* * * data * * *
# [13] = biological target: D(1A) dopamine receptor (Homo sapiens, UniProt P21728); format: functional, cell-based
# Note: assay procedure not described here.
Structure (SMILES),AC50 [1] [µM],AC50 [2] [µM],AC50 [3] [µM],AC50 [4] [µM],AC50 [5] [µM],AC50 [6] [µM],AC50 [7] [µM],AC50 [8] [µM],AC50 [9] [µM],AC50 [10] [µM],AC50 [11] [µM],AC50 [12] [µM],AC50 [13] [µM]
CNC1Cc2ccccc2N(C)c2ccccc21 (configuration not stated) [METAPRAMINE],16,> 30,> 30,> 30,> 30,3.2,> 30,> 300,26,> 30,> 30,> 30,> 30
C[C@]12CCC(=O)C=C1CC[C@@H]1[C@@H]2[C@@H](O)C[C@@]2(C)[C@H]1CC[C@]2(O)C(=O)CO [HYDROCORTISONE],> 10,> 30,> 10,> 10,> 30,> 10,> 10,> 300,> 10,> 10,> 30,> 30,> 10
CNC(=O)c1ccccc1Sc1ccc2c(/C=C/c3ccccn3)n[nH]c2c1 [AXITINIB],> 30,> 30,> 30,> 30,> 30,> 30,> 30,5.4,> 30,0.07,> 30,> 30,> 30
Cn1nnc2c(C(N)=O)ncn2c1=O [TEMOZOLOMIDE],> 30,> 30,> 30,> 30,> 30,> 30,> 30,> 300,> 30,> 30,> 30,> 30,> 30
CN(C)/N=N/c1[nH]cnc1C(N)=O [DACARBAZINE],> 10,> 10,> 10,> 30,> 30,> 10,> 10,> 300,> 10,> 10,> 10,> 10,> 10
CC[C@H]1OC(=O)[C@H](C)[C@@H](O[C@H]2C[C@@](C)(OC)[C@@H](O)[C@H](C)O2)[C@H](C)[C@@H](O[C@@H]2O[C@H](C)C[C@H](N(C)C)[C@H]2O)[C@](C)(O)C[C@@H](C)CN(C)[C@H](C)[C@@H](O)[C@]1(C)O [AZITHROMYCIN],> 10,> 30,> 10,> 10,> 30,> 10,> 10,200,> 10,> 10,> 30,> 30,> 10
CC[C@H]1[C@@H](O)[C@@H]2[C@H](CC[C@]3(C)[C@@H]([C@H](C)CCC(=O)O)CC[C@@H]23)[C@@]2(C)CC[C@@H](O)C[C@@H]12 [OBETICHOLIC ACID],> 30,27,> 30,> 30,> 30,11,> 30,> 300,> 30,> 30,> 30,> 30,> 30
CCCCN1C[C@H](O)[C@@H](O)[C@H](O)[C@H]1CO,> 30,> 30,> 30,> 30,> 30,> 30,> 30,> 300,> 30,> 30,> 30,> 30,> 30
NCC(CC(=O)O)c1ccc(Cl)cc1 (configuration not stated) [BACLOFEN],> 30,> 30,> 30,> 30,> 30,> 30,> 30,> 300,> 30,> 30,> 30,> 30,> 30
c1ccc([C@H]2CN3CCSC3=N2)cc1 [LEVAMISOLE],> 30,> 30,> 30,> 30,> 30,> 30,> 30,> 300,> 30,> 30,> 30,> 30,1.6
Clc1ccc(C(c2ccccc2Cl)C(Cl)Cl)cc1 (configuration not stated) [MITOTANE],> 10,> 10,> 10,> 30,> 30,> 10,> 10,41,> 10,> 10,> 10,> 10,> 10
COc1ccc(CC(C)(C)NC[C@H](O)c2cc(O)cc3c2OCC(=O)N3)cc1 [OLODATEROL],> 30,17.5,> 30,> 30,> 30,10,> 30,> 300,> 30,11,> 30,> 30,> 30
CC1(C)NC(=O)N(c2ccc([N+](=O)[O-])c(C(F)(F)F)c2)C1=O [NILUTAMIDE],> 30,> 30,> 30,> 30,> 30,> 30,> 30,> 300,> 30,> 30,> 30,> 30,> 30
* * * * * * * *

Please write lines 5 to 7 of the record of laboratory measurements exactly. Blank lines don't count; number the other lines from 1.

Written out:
C[C@]12CCC(=O)C=C1CC[C@@H]1[C@@H]2[C@@H](O)C[C@@]2(C)[C@H]1CC[C@]2(O)C(=O)CO [HYDROCORTISONE],> 10,> 30,> 10,> 10,> 30,> 10,> 10,> 300,> 10,> 10,> 30,> 30,> 10
CNC(=O)c1ccccc1Sc1ccc2c(/C=C/c3ccccn3)n[nH]c2c1 [AXITINIB],> 30,> 30,> 30,> 30,> 30,> 30,> 30,5.4,> 30,0.07,> 30,> 30,> 30
Cn1nnc2c(C(N)=O)ncn2c1=O [TEMOZOLOMIDE],> 30,> 30,> 30,> 30,> 30,> 30,> 30,> 300,> 30,> 30,> 30,> 30,> 30